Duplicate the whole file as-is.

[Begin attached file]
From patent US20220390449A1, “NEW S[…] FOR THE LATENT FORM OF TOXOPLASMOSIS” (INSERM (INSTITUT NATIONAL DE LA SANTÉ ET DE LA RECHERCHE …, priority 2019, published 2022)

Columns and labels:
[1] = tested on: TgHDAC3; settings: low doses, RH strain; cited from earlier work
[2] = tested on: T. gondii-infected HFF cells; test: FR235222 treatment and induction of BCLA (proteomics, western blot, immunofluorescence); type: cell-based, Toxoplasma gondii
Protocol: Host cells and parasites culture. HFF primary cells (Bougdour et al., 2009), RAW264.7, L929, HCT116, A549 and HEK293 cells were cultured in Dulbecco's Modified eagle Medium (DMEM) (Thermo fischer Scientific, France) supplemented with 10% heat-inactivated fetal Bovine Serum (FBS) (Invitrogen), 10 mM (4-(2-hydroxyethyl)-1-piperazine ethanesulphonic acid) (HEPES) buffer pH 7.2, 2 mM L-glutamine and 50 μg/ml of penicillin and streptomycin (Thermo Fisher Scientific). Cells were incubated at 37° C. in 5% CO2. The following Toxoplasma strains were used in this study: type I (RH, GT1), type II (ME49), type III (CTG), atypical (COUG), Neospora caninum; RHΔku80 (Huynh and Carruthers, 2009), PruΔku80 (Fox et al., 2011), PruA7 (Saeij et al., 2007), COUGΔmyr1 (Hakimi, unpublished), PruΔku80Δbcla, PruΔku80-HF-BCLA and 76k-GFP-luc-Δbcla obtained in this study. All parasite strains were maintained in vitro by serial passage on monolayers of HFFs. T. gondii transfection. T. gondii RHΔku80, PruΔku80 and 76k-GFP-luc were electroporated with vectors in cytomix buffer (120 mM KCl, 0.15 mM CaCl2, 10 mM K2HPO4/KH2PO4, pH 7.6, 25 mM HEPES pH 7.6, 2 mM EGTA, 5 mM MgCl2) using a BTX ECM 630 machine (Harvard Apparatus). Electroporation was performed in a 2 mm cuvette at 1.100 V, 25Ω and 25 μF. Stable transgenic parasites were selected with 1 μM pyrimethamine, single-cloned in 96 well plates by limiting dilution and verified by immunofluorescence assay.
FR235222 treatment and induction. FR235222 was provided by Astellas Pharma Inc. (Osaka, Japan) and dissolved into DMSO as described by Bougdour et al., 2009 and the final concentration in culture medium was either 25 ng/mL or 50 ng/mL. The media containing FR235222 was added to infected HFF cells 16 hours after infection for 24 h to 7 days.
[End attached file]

From patent US20220390449A1, “NEW S[…] FOR THE LATENT FORM OF TOXOPLASMOSIS” (INSERM (INSTITUT NATIONAL DE LA SANTÉ ET DE LA RECHERCHE …, priority 2019, published 2022)

Columns and labels:
[1] = tested on: TgHDAC3; settings: low doses, RH strain; cited from earlier work
[2] = tested on: T. gondii-infected HFF cells; test: FR235222 treatment and induction of BCLA (proteomics, western blot, immunofluorescence); type: cell-based, Toxoplasma gondii
Protocol: Host cells and parasites culture. HFF primary cells (Bougdour et al., 2009), RAW264.7, L929, HCT116, A549 and HEK293 cells were cultured in Dulbecco's Modified eagle Medium (DMEM) (Thermo fischer Scientific, France) supplemented with 10% heat-inactivated fetal Bovine Serum (FBS) (Invitrogen), 10 mM (4-(2-hydroxyethyl)-1-piperazine ethanesulphonic acid) (HEPES) buffer pH 7.2, 2 mM L-glutamine and 50 μg/ml of penicillin and streptomycin (Thermo Fisher Scientific). Cells were incubated at 37° C. in 5% CO2. The following Toxoplasma strains were used in this study: type I (RH, GT1), type II (ME49), type III (CTG), atypical (COUG), Neospora caninum; RHΔku80 (Huynh and Carruthers, 2009), PruΔku80 (Fox et al., 2011), PruA7 (Saeij et al., 2007), COUGΔmyr1 (Hakimi, unpublished), PruΔku80Δbcla, PruΔku80-HF-BCLA and 76k-GFP-luc-Δbcla obtained in this study. All parasite strains were maintained in vitro by serial passage on monolayers of HFFs. T. gondii transfection. T. gondii RHΔku80, PruΔku80 and 76k-GFP-luc were electroporated with vectors in cytomix buffer (120 mM KCl, 0.15 mM CaCl2, 10 mM K2HPO4/KH2PO4, pH 7.6, 25 mM HEPES pH 7.6, 2 mM EGTA, 5 mM MgCl2) using a BTX ECM 630 machine (Harvard Apparatus). Electroporation was performed in a 2 mm cuvette at 1.100 V, 25Ω and 25 μF. Stable transgenic parasites were selected with 1 μM pyrimethamine, single-cloned in 96 well plates by limiting dilution and verified by immunofluorescence assay.
FR235222 treatment and induction. FR235222 was provided by Astellas Pharma Inc. (Osaka, Japan) and dissolved into DMSO as described by Bougdour et al., 2009 and the final concentration in culture medium was either 25 ng/mL or 50 ng/mL. The media containing FR235222 was added to infected HFF cells 16 hours after infection for 24 h to 7 days.